Tuesday, May 19, 2015

**In Memoriam: My Dryer (1973-2015)

["Let Inga Tell You," La Jolla Light, published May 21, 2015]  © 2015 

Last week, my 42-year-old dryer gave up the ghost, mid-load. Worse, I think I killed it. I put a wet heavy blanket in it and turned it on to the high cycle, something I’ve done numerous times before. But under the strain, its aged heart, er, power relay, gave out and it tumbled its last. Services are pending.

Seriously. Major grief going on here.
Now, those who are not pathologically sentimental saps would think of this as an appliance. But this machine and I had become close, especially so during my grueling single mom years. It’s a sad commentary when for a decade, the most stable influence in your life is your dryer.

A 42-year-old dryer is 250 years old in appliance years so I knew this time was coming. Of course, I’ve been thinking that for 30 years now. Amazingly, it had only two repairs in its entire now-ex life: a new gasket around the door in ’87, a motor repair in ’96. While every other appliance in my adult life has precipitously crumped (generally at maliciously inopportune times), the dryer just kept chuntering along, year after year, decade after decade.
I even considered having it repaired, assuming one could even get parts for a 42-year-old dryer. My unsentimental husband Olof rolled his eyes. He doesn’t call me the Grim Weeper for nothing.

Over dinner, I explained to him my attachment to the machine, aside from the fact that it reliably worked. (I can become attached to anything in my house that reliably works.) But my whole adult life tumbled inside that drum: my 70’s bell-bottoms, my ex-husband’s khakis, goobery bibs and tiny socks, kids’ play clothes, filthy tennis shoes, and later on, soccer goalie shirts, grass-stained baseball pants, basketball jerseys, crew uniforms, Olof’s Dockers, tons of towels and a mountain of bedding. Literally thousands of loads. How can you not form an attachment to something that has seen your underwear at its worst?
The dryer was purchased when my ex and I bought this house in 1973 and we went for the all-the-rage new color: avocado green. None of those passé white appliances for us! Of course, we could have gone for the other hot new color, harvest gold, but we liked the way the avocado green matched the equally trendy green shag carpet that was already in the house.

Over the years, people who have seen our avocado green dryer have ridiculed it with “Geesh, that color was hideous.”  News flash, millennials: people coveted this color in 1973. In 2030, those au courant stainless steel appliances will have people cringing. Believe it.
Of course, ever decorating-forward, we also purchased the dryer’s chromatic counterpart, the avocado green washer. Alas, it succumbed in early 1980’s, widowing the dryer at the age of nine (75 in appliance years).

An incident in 1983 almost did the dryer in. My first husband and I had separated days earlier and there was no happiness in my life at the time. My older son, Rory, recently six, ever a barometer for emotional distress in the household, decided to shift the focus. While playing with the hose on the patio, Rory suddenly noticed the dryer vent on the side of the house and decided, for reasons probably best left to him, to stick the hose in it. A dryer full of water was, without saying, an eventuality not covered in my owner’s manual. I bailed it out but was still afraid to turn the dryer on. I had visions of becoming the subject of one of those consumer safety shows where they pan up to the charred remains of my house as the commentator intones in a somber voice: On July 15, a La Jolla housewife, lacking even a modicum of knowledge of electric current, or even any common sense, turned on the power to her water-filled dryer, setting off an explosion that not only incinerated her own house but most of the block as well. (Cut to cemetery where a small engraved urn surrounded by flowers reposes on a grassy hill.) So I called a neighbor who ascertained that the electrical parts of this machine were not wet and recommended running the dryer for several hours to let it dry. Which I did – standing over it with a fire extinguisher.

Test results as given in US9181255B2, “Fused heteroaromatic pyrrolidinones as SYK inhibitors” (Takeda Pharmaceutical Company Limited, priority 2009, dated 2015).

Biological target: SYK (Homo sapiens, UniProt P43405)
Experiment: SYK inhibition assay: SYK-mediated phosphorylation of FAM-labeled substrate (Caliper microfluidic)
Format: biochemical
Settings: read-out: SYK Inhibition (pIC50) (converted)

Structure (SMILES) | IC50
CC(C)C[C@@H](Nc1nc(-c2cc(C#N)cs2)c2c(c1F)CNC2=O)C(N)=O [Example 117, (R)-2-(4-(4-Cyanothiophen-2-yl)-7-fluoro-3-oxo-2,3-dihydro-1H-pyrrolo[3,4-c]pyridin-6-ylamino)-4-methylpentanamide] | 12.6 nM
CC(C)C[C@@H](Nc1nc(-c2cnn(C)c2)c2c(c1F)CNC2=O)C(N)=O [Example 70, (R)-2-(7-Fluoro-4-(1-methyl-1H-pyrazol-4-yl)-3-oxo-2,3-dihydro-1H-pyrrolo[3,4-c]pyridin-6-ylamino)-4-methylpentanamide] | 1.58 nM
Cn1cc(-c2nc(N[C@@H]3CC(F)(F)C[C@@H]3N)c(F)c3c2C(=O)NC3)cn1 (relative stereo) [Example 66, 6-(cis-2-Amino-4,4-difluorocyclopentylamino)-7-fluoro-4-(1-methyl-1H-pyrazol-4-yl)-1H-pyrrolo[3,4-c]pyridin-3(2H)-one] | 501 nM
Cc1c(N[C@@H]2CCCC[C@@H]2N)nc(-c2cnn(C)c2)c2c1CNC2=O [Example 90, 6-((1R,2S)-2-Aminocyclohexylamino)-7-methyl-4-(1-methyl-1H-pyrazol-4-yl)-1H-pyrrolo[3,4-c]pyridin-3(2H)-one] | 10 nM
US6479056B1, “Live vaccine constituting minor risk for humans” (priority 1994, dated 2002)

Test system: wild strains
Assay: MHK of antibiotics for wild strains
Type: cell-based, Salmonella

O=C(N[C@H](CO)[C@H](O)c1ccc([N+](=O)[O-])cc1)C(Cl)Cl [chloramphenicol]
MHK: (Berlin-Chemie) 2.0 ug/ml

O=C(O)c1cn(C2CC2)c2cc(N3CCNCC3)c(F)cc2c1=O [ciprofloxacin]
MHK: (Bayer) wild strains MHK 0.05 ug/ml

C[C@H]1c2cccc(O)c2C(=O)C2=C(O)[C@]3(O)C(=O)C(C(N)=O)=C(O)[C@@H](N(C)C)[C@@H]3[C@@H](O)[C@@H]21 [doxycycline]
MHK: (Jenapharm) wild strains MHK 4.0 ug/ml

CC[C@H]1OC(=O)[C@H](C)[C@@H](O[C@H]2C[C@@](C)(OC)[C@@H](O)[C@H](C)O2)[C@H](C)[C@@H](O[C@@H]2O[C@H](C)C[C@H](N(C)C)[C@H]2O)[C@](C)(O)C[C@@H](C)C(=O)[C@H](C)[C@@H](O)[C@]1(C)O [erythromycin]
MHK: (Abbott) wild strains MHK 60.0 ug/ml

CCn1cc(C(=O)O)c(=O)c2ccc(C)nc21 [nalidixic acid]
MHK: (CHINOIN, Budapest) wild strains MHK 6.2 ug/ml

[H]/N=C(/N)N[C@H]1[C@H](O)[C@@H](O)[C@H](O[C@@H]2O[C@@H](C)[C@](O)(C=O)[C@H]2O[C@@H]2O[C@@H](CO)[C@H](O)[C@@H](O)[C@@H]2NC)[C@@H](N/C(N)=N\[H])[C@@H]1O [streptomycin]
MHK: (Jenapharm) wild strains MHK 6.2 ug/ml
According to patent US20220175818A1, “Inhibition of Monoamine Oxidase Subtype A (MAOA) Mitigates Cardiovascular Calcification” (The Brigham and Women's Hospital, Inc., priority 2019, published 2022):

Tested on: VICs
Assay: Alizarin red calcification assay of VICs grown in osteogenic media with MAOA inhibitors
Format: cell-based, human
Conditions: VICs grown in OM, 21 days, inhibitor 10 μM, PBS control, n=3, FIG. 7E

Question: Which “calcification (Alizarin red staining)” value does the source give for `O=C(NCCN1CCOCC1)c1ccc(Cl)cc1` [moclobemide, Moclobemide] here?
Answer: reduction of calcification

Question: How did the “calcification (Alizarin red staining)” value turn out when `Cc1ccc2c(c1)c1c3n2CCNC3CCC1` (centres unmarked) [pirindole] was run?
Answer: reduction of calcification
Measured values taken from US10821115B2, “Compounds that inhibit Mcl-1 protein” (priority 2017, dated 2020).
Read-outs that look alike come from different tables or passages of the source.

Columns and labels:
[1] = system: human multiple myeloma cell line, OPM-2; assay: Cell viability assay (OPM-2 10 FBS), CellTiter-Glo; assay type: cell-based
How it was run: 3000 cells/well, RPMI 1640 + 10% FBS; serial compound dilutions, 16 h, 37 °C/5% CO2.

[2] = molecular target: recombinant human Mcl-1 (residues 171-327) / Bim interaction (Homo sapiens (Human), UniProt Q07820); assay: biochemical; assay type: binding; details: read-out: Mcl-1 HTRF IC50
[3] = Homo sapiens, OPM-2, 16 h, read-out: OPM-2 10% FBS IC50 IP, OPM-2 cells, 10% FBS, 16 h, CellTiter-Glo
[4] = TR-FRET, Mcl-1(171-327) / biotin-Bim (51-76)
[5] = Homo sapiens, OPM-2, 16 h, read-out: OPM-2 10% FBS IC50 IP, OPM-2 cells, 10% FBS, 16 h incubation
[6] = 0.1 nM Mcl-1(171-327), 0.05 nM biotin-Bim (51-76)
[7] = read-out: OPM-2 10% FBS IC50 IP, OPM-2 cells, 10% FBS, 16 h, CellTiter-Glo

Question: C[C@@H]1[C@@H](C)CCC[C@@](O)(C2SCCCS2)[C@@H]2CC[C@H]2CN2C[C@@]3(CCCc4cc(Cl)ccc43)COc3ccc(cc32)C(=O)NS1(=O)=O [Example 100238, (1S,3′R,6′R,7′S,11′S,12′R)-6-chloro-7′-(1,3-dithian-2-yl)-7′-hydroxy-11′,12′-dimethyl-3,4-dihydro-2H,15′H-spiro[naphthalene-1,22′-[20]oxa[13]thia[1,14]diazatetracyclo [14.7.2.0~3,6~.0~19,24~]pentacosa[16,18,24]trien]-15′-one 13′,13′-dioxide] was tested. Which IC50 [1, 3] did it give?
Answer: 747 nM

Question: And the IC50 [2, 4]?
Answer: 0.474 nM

Despite the dryer’s brief masquerade as a washer, it valiantly tumbled on. While my thirty-something sons have often offered to buy me a new one, I couldn’t see replacing a working dryer. They saw ugly. I saw family.
Before they took my avocado green friend away, I hugged it. Well, as much as you can hug something that is 27 wide by 29 deep. I even suggested to Olof that we have a party for it. “Inga,” he kept saying, “it’s a dryer.” He suggested moving it out to the patio as a retro serving area if I truly couldn’t bear to part with it.

So the new dryer is here. We’re still bonding. And I’ve still grieving. If only I hadn’t set the dryer to High. If only I’d put the blanket through an extra spin cycle. If only…  
R.I.P. 1973-2015

1 comment:

  1. I am so delighted reading your article, how you were attached to the machine. I hope you can enjoy your new machine and may it will work with you for another good years.